You can probably count on one hand the number of cars that truly are fun to drive, as in really giving you a kick even if you’re just going to the grocery store. And the GTI is one of them.
Given that this is appearing in February and it is being written in Detroit, it must be said, however, that the standard 18-in. Bridgestone summer tires are not the sort of thing that you want on the alloy wheels until Spring breaks. And even with all-season rubber on the rims, the profile is so low as to make even a couple inches of snow all-but insurmountable except that the vehicle has the power to propel the car and the electronically controlled limited-slip differential helps manage the torque.
The GTI’s LSD
Still, this is probably the car for hot fun in the summertime.
Because this is a GTI, the standard seats—which are certainly bottom-securing—are “Clark” plaid. Which underscores a sense of fun. And the shifter knob for the manual has golf ball-like dimpling (there is also an automatic, a dual-clutch model, available).
Yet there is serious stuff, as well, like the 5.8-inch screen with capacitive touch sensing. Or, more mechanically, the “aluminum-look” pedals (which I think means that they are a metallic material of some sort that resembles aluminum, but which doesn’t have an effect on the production of F-150s).
But the point of this car is, I think, that it is a car for people (probably skewing younger rather than older) who are interested in having a car that provides a level of driving enjoyment that is probably otherwise unachievable unless the monthly payment is something that is a large percentage of monthly apartment rent.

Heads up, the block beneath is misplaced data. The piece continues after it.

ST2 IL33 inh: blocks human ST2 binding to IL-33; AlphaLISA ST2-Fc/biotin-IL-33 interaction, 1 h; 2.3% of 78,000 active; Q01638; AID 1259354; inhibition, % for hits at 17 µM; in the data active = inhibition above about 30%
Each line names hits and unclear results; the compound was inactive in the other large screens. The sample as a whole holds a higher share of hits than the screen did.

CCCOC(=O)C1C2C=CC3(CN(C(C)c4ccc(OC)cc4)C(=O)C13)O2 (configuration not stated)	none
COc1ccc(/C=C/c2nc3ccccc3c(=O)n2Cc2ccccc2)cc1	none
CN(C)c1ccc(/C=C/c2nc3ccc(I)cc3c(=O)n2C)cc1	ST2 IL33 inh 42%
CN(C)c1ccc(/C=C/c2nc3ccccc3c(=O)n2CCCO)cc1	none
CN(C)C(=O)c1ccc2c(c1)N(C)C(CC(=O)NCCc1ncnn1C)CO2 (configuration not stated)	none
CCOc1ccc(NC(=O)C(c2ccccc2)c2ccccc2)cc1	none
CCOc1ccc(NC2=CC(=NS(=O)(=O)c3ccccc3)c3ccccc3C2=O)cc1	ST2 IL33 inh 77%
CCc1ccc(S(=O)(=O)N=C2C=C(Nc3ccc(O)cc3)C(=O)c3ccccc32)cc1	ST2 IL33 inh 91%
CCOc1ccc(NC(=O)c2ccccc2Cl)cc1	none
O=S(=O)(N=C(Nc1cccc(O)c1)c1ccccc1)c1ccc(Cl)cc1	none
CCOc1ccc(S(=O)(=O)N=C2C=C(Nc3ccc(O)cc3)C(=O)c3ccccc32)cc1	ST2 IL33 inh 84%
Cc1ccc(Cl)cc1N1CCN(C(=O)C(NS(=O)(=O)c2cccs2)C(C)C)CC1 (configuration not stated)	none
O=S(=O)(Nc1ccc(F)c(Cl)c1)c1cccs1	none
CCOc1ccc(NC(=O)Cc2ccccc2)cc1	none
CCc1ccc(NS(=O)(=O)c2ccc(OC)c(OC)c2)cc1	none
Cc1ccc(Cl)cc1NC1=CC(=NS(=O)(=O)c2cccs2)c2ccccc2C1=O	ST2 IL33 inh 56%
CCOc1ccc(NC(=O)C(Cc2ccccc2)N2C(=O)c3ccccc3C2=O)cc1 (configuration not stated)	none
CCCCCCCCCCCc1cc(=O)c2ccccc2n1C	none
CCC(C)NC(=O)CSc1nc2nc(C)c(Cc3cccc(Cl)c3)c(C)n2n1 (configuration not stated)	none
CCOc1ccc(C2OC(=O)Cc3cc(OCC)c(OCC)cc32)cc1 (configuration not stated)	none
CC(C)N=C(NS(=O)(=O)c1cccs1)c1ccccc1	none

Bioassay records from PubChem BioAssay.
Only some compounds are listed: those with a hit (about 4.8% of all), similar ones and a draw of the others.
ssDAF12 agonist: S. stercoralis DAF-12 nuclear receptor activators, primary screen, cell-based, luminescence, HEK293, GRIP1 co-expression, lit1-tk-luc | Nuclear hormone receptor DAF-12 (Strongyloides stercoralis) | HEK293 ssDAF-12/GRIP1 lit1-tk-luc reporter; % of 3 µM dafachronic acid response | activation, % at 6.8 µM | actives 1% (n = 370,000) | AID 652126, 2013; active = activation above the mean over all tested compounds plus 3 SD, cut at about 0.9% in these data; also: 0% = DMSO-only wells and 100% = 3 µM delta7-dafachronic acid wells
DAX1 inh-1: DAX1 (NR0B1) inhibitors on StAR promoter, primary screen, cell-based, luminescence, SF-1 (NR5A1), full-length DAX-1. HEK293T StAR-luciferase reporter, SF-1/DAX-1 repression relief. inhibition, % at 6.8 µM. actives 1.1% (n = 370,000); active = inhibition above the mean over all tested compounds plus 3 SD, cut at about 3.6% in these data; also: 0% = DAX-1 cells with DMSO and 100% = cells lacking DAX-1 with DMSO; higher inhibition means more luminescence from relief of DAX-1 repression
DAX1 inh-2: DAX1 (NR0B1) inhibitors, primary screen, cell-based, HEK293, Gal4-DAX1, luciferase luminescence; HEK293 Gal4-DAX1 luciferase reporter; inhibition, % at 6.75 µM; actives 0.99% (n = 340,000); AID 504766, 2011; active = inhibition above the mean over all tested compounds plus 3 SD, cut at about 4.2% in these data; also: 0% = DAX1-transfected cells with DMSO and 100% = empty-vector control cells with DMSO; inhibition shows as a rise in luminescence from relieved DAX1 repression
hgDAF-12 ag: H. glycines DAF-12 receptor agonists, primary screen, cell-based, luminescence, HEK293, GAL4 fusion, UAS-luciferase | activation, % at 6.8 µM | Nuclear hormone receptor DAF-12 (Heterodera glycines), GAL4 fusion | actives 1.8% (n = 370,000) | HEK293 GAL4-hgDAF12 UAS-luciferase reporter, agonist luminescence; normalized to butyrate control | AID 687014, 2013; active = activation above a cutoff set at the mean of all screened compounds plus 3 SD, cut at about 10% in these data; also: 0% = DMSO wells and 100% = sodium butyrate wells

And the good news for Volkswagen of America is that there is a comparatively large number of people who understand the appeal of the Golf GTI.
Last year, according to VoA, they sold 15,941 Golfs—but they also sold 17,363 GTI versions. Imagine: the performance version outselling the daily-driver.
Take one for a spin (after the weather breaks if you have winter; as soon as you can if you’re elsewhere) and you’ll probably know why.
Engine: 2.0-liter turbocharged four-cylinder
Material: Cast-iron block, aluminum head
Horsepower: 220 @ 4,700 rpm
Torque: 258 lb-ft @ 1,500 rpm
Transmission: Six-speed manual
Steering: Electrical power-assist rack-and-pinion
Wheelbase: 103.6 in.
Length: 168 in.
Width: 70.5 in.
Height: 56.8 in.
Coefficient of drag: 0.31
Curb weight: 2,972 lb.
EPA: mpg city/highway/combined: 25/34/28 mpg
While “the Georgetown plant” is almost synonymous with “Toyota” when it comes to U.S. manufacturing operations, given that the company started building cars there back in 1988, that is just one of many plants the company operates in the U.S.
It is making engines in Alabama and trucks in Texas. It’s making transmissions in West Virginia and Camrys in Indiana.
And last week, Toyota Mississippi—yes, they have a product facility in the Magnolia State—announced that they’ve produced 500,000 Corollas in the plant.
Given that they started building them when the plant opened in 2011, that’s PDQ.
Last year, Toyota Mississippi produced approximately 180,000 Corollas.
The Corolla is an important car for Toyota. According to Autodata, last year 339,498 Corollas were delivered, which makes it the #3 best-selling car in America after the Camry and the Accord. In terms of overall vehicle sales, it is #6, with the first three spots being taken by pickups (F-Series, Silverado, Ram).
One of the best stories you’re ever likely to hear about automotive development comes from Chris Reed, overseas chief engineer for the 2015 Nissan Murano, the all-new third-generation vehicle. (He was the straight-up chief engineer for the crossover when he lived in Japan, but now that he is back at the Nissan Technical Center in Farmington Hills, Michigan, the word “overseas” is appended.)